North Carolina becomes the first state in the nation to grant reparation payments to victims of its state-sanctioned eugenics .
LBGT Archives in danger.
Why stop at abortion rights? The Anti-Choice folks also want to restrict your options in end-of-life care.
Your grandmother was skinnier than you because she did more housework.
Was New Mexico’s Chief Medical Officer forced out because of her public comments on safe-sex practices?
The bizarre world of postpartum celebrity moms.
Isn’t it Ironic? – Singer Alanis Morissette weighs in on the attachment parenting debate.
Do pregnant black women receive worse medical treatment than white women?
The Crunk Feminist Collective examines black women, nudity, and the politics of touch.
Wisconsin licences its first midwife of color.
Oh those wacky 1920s…
Want to attract a man? Acting sleepy and stupid is apparently a good way to go.
We interrupt your regularly scheduled blog post to bring you this late-breaking historical analysis of the news. I planned on devoting my blogpost this week to my experiences documenting the history of Alcoholics Anonymous, but then Pastor Worley happened. The head of the Providence Road Baptist Church in Maiden, North Carolina recently delivered a fiery sermon denouncing President Obama’s endorsement of same-sex marriage rights. His now-infamous sermon has swept the blogosphere and created easy fodder for the 24-hour news cycle. In Worley’s sermon he urges his congregation to never vote for “a baby killer and a homosexual lover.” Although some in the LBGT community would question whether the President is, in fact, a “homosexual lover,” many others, however, see the President’s public proclamation of support as a monumental step forward in the Gay Right’s Movement. Worley, on the other hand, sees Obama’s endorsement as a sin against nature, America and Christianity.
A visit to the vibrator museum
Supersize Me’s Morgan Spurlock tackles the evolution of male health and beauty treatments in his new documentary, Mansome.
Are many Baby Boomer’s unknowingly carrying a potentially deadly disease?
The scary consequences of “fetal harm laws”
Feministe looks at feminism, breasts (natural or augmented), and empowering art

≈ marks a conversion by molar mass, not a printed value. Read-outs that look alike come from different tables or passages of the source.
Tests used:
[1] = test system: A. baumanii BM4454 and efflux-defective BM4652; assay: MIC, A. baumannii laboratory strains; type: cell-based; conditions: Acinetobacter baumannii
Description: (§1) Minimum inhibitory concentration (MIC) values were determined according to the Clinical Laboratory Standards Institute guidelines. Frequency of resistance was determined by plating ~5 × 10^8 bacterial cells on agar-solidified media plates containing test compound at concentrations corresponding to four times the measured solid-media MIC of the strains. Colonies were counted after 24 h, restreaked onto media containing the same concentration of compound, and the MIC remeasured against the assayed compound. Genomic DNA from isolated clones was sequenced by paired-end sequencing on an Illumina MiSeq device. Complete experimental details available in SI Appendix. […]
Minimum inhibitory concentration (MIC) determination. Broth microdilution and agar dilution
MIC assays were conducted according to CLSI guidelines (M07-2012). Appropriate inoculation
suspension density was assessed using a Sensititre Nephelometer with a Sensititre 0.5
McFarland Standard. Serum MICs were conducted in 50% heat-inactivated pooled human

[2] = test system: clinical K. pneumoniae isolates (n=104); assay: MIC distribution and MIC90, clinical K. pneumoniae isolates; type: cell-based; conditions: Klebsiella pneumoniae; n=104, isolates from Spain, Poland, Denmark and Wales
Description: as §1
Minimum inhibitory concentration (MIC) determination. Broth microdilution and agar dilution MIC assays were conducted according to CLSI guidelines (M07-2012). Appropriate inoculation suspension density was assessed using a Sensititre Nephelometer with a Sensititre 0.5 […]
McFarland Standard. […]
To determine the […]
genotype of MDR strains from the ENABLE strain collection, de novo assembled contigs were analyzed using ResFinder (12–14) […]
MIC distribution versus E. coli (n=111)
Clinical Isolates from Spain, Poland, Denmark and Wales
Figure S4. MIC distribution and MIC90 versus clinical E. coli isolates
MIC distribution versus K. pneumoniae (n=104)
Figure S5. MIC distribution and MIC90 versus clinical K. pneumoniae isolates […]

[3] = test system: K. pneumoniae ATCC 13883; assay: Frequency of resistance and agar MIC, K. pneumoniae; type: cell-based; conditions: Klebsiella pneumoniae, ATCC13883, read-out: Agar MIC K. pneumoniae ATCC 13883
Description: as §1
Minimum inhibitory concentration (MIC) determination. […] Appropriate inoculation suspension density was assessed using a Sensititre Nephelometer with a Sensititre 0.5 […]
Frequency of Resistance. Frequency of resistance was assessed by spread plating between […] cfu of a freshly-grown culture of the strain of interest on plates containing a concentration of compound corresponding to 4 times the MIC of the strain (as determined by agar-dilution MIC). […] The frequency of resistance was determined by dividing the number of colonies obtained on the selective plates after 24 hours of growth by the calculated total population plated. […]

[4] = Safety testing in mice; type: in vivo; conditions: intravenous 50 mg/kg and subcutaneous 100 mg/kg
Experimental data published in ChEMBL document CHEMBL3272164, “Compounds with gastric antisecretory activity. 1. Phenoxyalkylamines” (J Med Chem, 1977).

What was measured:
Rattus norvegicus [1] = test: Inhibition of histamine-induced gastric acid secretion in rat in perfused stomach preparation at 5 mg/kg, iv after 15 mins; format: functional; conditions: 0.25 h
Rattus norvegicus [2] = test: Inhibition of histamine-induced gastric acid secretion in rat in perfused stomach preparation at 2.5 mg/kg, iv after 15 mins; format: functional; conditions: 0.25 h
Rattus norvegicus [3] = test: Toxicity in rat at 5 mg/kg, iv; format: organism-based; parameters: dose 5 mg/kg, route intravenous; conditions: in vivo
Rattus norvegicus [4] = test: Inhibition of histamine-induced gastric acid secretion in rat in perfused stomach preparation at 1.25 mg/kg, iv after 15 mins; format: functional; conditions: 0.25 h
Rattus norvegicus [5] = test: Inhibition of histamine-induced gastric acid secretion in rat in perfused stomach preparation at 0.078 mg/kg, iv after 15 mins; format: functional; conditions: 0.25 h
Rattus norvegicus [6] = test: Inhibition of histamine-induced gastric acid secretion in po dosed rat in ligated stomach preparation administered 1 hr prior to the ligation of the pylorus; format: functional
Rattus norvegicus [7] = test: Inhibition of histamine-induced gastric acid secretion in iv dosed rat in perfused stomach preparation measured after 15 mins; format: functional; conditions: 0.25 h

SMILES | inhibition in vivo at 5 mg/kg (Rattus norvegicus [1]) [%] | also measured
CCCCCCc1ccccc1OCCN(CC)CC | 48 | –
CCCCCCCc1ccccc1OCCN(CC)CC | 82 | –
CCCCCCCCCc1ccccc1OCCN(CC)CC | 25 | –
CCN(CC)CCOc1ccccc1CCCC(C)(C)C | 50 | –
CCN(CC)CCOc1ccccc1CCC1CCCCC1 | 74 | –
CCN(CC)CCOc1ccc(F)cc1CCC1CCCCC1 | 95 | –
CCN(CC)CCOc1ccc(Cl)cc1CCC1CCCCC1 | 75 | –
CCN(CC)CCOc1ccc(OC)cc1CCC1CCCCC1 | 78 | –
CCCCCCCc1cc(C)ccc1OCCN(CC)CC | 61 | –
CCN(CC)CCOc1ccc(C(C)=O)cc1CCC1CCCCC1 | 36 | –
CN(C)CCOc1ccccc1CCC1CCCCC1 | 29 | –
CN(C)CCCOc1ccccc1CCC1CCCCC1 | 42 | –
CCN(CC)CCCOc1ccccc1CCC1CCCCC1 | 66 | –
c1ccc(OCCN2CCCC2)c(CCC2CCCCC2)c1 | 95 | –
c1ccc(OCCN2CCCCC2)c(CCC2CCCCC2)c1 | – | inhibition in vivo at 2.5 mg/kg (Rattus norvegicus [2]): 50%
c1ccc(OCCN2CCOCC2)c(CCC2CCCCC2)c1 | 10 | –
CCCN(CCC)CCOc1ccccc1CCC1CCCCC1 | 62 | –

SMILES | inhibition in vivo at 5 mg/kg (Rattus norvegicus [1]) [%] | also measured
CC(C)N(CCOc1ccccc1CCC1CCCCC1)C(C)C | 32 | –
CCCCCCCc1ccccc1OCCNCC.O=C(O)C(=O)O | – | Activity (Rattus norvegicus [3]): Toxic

Salon interviews Boulder author, Florence Williams, on her new book, Breasts: A Natural and Unnatural History
Is the FDA preparing to release the first preventative HIV medication?
Fifty Shades of Grey is too racy for Florida librarians. They must have read our own Carolyn’s post on the subject!
Here we go again. That sound you hear is millions of Americans gasping and clutching their pearls over the new Time Magazine cover story on attachment parenting. The blogosphere is already atwitter with comments of disgust, outrage, and shock over the photo of an attractive mother nursing her 5 (ish) year-old-son. Let’s be honest here, however you might feel about older children breastfeeding, the picture is clearly meant to shock – it is intended to stir the pot. In fact the cover, incredibly enough, manages to alienate all mothers – either you are put on display as a freak that over-parents, or you are shamed for not parenting enough. The headline says it all: “Are you Mom Enough?” It might as well say, “You Will Never be Good Enough – Regardless of your Parenting Choices – We Will Always Judge You. Happy Mother’s Day!” (OK, maybe that title is a bit too long.)
By Jacqueline Antonovich
I recently read Margaret Sanger: A Life of Passion, a fascinating biography by historian Jean H. Baker. As a historian of gender and medicine, I thought I knew all about Sanger and her quest to make birth control legal and accessible to the women of America; however, I found myself utterly shocked by one simple fact from Sanger’s background – her mother, Anne, was pregnant eighteen times in twenty-two years, which resulted in eleven live births.
By Jacqueline Antonovich
Welcome to Nursing Clio! Nursing Clio is a collaborative blog project that ties historical scholarship to present-day political, social, and cultural issues surrounding gender and medicine. Men’s and women’s bodies, their reproductive rights, and their healthcare are often at the center of political debate and have also become a large part of the social and cultural discussions in popular media.